The path from finite to infinite volume: Hadronic observables from lattice QCD
May 29, 2019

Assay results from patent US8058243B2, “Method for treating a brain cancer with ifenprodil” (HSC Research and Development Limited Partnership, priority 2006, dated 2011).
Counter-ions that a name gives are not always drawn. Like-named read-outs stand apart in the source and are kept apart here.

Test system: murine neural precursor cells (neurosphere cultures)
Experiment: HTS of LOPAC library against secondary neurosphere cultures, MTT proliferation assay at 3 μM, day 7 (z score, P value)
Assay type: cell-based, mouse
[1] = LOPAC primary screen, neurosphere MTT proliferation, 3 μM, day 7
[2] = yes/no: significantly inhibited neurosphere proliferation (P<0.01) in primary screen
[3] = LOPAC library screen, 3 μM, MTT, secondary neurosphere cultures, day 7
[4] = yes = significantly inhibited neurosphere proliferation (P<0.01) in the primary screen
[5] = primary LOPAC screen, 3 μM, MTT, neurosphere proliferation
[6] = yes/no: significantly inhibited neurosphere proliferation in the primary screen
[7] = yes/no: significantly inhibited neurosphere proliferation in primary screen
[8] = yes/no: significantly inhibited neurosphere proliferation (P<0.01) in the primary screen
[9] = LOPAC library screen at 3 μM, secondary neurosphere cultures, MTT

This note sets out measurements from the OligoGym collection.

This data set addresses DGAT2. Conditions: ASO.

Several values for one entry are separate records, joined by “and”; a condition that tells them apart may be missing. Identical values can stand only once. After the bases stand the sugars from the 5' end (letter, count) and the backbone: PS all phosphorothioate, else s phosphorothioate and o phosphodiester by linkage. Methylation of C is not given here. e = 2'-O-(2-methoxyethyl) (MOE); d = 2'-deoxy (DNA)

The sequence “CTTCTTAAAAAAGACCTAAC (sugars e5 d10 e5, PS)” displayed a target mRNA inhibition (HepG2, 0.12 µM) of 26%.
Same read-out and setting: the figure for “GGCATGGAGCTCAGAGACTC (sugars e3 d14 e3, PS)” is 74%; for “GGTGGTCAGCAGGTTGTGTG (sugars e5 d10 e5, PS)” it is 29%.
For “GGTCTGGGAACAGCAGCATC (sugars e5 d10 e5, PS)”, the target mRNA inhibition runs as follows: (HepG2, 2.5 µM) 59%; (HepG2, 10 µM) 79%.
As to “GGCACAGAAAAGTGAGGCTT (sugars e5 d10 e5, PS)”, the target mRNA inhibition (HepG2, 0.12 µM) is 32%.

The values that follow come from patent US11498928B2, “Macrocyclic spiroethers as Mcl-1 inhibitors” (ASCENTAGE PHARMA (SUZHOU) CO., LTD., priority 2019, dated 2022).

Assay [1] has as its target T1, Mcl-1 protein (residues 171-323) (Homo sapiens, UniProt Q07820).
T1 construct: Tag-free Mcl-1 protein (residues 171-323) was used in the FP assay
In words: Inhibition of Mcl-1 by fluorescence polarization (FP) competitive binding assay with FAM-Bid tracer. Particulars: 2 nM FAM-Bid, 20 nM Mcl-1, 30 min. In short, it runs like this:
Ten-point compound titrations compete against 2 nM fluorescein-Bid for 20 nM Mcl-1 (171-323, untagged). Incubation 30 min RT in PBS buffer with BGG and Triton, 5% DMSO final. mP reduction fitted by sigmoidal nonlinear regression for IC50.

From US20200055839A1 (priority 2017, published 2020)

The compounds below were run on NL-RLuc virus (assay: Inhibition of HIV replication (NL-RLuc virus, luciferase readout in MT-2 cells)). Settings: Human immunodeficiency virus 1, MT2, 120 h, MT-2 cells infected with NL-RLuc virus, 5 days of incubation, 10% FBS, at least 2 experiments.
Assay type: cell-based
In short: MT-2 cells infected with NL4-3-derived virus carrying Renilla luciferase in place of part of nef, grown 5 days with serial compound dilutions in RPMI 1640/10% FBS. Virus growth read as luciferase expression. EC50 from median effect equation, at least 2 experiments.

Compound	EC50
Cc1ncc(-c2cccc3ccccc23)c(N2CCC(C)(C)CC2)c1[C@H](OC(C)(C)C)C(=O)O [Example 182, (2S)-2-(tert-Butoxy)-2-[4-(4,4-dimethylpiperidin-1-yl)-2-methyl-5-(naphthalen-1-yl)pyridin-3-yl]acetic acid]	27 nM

Standard Model determinations of properties of strongly interacting systems of hadrons have become possible with the powerful method of lattice quantum chromodynamics (LQCD), a method with growing applicability and reliability. While growth in computational power and innovations in algorithmic and computational approaches have been essential in advancing the state of the field, conceptual and formal developments have played a crucial role in turning the output of LQCD computations to phenomenologically valuable results. From the invention of finite-volume technology to access physical observables by Martin Luescher over three decades ago to date, this field has grown in scope and complexity, enabling studies of scattering amplitudes and reaction rates, as well as spectroscopy of excited states of quantum chromodynamics (QCD) and resonances. Further, LQCD studies are augmented with the inclusion of quantum electrodynamics (QED), and subtleties related to the finite volume of systems in presence of QED have been understood and largely controlled. In this talk, I focus on selected developments to give a taste of the status of the field concerning the mapping between the finite and infinite-volume physics and its state-of-the-art applications.
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